Jesse Jones

Jesse Jones: Woman breaks tooth on a bite of WinCo chicken salad

This is a game of chicken, better yet, chicken salad, between a Marysville WinCo Foods store and their customer Christy Griffiths.

Christy bought herself a chicken salad at WinCo Foods in Marysville. What she got instead was a broken tooth that cost $1,500.00 to fix.

“I decided in the morning, chicken salad on crackers sounds good,” Christy said.

That first bite, Christy said, did taste good. But the second bite hit the bone and broke her molar.

“I went ‘I hope that didn’t break anything,’” Christy said. But it did - and she had to go to the dentist for repairs.

Christy says she contacted the store and provided all the necessary documentation - from the store receipt to the dentist’s note for the company’s insurer.

Soon after she was forced to chew on and taste the bitterness of their denial letter. They told Christi, they’re not liable because there was no negligence.

Christy, who is no chicken herself, reached out to Jesse Jones for help. After all, with all of the ready-made food on store shelves from Bellingham to Vancouver, how can the store not be liable for her broken tooth?

According to the top food and safety expert in America, Bill Marler, under Washington state law, they are not.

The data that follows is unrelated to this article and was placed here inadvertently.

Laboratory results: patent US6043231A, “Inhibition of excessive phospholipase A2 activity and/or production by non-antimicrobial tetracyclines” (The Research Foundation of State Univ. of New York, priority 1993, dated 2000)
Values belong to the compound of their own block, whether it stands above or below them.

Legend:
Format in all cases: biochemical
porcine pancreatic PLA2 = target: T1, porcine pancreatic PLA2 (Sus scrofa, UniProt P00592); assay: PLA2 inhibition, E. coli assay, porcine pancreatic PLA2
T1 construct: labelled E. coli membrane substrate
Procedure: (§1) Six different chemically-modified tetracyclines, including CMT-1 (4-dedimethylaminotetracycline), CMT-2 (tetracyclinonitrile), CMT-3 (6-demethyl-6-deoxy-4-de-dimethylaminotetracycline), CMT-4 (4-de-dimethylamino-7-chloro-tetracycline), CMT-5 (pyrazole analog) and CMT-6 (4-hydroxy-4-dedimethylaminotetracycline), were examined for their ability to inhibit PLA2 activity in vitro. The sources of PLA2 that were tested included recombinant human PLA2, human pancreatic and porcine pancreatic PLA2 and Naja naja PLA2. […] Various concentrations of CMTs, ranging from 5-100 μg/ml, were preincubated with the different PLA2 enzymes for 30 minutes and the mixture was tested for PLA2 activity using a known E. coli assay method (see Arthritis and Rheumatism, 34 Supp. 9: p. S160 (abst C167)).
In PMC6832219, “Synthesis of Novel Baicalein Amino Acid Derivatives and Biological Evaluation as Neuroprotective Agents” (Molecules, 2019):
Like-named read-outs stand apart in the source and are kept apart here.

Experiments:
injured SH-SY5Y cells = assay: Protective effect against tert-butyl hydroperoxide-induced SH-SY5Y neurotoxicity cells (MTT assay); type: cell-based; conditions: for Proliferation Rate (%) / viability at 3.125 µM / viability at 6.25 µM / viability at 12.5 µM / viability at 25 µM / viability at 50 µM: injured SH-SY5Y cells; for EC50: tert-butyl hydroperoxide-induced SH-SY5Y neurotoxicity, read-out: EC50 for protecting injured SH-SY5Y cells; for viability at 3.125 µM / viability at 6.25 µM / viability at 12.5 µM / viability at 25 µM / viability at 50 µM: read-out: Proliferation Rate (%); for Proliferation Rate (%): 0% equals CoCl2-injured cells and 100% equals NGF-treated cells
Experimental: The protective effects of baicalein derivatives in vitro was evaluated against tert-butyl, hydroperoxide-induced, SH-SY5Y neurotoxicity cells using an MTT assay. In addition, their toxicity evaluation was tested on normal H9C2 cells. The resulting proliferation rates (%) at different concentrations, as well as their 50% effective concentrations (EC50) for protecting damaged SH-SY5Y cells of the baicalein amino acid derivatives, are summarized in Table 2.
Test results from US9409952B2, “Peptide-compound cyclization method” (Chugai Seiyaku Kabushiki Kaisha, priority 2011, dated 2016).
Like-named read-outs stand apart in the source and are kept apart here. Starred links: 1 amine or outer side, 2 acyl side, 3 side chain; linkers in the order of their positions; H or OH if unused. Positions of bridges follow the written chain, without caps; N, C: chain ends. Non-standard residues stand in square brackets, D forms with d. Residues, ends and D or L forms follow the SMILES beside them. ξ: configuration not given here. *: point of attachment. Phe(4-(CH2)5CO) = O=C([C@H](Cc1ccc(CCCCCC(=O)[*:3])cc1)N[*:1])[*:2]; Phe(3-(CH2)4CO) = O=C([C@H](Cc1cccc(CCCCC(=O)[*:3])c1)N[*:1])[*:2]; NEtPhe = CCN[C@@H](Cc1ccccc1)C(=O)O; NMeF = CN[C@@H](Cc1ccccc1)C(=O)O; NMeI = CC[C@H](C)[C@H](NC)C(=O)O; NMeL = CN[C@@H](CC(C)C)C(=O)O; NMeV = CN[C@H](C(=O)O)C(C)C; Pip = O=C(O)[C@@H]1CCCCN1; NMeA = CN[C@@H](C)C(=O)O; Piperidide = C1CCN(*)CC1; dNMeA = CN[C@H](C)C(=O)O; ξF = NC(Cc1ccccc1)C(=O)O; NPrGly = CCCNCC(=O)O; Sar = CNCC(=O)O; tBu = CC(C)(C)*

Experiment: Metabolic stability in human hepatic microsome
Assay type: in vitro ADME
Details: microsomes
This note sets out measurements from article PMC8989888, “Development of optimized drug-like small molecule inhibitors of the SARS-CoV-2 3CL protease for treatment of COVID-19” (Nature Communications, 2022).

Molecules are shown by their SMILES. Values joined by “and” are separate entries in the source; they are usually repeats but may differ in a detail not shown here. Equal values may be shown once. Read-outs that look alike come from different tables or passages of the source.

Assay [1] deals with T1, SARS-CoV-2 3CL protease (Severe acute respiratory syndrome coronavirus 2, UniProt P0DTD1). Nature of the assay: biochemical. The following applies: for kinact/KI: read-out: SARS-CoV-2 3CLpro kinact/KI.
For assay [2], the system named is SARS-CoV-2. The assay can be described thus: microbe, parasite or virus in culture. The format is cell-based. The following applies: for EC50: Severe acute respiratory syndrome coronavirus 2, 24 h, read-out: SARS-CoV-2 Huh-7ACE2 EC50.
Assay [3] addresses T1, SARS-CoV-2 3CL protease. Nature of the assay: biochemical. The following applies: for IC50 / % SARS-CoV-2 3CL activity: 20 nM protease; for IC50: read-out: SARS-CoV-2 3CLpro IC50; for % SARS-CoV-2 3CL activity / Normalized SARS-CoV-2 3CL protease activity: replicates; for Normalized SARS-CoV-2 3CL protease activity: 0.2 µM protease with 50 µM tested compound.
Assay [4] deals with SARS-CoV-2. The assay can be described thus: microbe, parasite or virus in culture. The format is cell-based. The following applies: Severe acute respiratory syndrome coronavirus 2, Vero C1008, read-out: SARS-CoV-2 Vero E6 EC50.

“It’s because the bone is part of the chicken. If it was a rock or a piece of metal and the same thing happened, she broke her tooth, the grocery store wouldn’t have a leg to stand on. It would be absolutely their fault,” Marler said.

Marler says the courts have fudged around the edges to say if it’s a naturally occurring part of the chicken and it causes harm, then it’s expected. He also says these laws might change over time, as we consume more processed food.

“We’re relying on restaurants and grocery stores to provide us with ready-to-eat food. The courts might start to take a slightly different attitude about what’s an added substance or what’s not,” Marler said.

Bottom line: Christy’s case could crack like an egg in court. Marler, who’s represented victims of every large foodborne illness outbreak in the United States, says, “Legally, they probably have some ground to stand on ethically, morally, just fix the poor lady’s tooth.”